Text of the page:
First off, the right-to-work referendum didn’t just fail; it went down in flames. voters nixed right-to-work by 67.5 percent to 32.5 percent. Unions rules, righties drool.
Right-to-work was an issue dearly beloved by departed Gov. Eric Greitens and the right-wing extremist stateÂ legislature, which passed a right-to-work law in February 2017. But unions gathered signatures and got a referendum on the ballot challenging the law, blocking it from going into effect. The referendum originally was going to be on the November ballot, but the legislature put it on the midterm ballot in hopes that a lower turnout would keep right to work alive.Â But the voters said no, big time, and the right-to-work law is now dead.
The legislature had said that they will next try to pass a constitutional amendment putting right-to-work in the state constitution, but that would have to be ratified by voters also. I wonder if they’ll bother now.
As expected, Sen. Clair McCaskill won her primary (by 82 percent of the vote) and will be challenged in November by Missouri Attorney General Josh Hawley (who won by 58 percent of his vote, but he had more challengers).
The more interesting results were in St. Louis.Â Robert McCulloch, who had been St. Louis County prosecutor for 28 years, lost the Democratic primary to Wesley Bell, a Ferguson City Council member who ran on criminal justice reform. Bell will be unopposed in November, so this is effectively a general election win.
McColloch had earned noteriety for his “handling” of the Michael Brown killing in Ferguson in 2014. The St. Louis Post-Dispatch:
This was the first time McCulloch had faced a challenger since the Ferguson protests that erupted over the killing of Michael Brown by a Ferguson police officer in August 2014. Protesters criticized his office for its handling of the grand jury inquiry into the killing of Brown. The grand jury brought no charges against Officer Darren Wilson.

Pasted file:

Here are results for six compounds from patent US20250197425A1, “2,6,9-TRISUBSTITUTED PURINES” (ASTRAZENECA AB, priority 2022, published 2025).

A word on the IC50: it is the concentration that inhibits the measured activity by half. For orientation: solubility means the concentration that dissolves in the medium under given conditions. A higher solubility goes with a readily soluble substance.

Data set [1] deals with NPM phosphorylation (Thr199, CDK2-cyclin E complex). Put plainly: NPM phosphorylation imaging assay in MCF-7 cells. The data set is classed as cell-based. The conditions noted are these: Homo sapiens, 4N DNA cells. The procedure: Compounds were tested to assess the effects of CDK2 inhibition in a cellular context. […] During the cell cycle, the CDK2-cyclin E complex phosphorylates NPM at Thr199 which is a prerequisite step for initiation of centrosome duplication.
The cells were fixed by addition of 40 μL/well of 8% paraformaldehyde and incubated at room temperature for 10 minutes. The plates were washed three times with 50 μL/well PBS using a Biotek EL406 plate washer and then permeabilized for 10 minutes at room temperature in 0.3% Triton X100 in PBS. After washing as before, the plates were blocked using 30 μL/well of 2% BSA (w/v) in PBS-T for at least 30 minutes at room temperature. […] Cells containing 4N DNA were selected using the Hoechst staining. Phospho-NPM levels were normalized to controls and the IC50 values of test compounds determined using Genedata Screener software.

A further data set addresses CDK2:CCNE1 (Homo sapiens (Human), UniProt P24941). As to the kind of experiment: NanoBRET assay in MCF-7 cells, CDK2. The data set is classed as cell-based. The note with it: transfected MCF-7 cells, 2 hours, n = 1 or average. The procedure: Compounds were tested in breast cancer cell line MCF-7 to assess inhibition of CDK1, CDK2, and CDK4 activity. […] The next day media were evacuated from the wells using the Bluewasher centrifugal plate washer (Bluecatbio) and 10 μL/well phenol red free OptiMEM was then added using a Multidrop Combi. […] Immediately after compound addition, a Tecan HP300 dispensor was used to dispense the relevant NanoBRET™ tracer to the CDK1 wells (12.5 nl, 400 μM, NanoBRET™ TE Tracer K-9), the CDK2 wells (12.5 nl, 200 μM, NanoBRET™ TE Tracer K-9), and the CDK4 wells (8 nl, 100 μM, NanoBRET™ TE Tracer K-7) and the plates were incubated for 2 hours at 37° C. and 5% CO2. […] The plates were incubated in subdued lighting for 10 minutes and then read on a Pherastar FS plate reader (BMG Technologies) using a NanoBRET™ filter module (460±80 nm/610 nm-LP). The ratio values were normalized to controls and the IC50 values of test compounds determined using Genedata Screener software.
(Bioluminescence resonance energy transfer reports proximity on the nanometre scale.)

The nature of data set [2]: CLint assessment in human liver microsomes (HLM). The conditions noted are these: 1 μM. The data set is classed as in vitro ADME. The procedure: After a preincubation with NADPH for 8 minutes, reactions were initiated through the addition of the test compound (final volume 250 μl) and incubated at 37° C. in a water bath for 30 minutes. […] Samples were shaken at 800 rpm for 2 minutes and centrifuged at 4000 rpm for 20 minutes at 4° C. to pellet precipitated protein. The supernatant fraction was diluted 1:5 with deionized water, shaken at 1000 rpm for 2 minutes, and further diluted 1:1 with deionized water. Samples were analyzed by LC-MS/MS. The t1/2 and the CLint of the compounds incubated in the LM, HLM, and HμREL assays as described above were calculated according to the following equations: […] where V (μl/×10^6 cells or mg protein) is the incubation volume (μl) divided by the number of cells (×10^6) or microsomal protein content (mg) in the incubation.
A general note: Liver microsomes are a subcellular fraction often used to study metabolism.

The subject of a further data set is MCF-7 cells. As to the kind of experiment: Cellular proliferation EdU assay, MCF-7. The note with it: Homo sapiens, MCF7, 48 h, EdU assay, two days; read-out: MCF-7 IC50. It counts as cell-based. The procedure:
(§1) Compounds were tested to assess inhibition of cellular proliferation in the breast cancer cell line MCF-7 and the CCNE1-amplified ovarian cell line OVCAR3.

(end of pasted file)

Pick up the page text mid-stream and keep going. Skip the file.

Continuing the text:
McCulloch, 67, of Kirkwood, faced challengers in just three prior primary and general races. …
… Political observers gave Bell little chance, saying that McCulloch’s 28 years in office and fundraising advantage made it nearly impossible for Bell to win.
“I’m in total disbelief,” St. Louis University political science professor Ken Warren said late Tuesday. Warren had predicted McCulloch would cruise to an eighth straight term, given his tenure.
“Obviously Ferguson defined this election,” Warren said. “Bell made his name through Ferguson, and (McCulloch) tarnished his name through his handling of Ferguson.”
And I’m pleased to say the vote wasn’t even that close; Bell won 56.6 percent to 43.4 percent.
There are plenty of people who are tired of McCulloch. Critics say his decision to conduct the investigation into Michael Brown’s fatal shooting using the grand jury was intentionally designed to produce a no-bill. McCulloch, 66, has also thrown the book at protesters, including those arrested as part of the recent demonstrations following the Jason Stockley “not guilty” verdict in St. Louis. Then there’s this: In his 27-year career in public office, McCulloch has never prosecuted an officer-involved shooting to the point of an actual indictment.
St. Louis County Executive Steve Stenger won a close primary challenge. This was an interesting race because the challenger, retired businessman Mark Mantovani, ran a slick and well-funded campaign in which he talked about jobs jobs jobs. Stenger’s ads tied Mantovani to Eric Greitens and Donald Trump; Stenger also framed himself as a defender of unions and an opponent of right-to-work. So an appeal to union support and flat-out partisanship carried the day.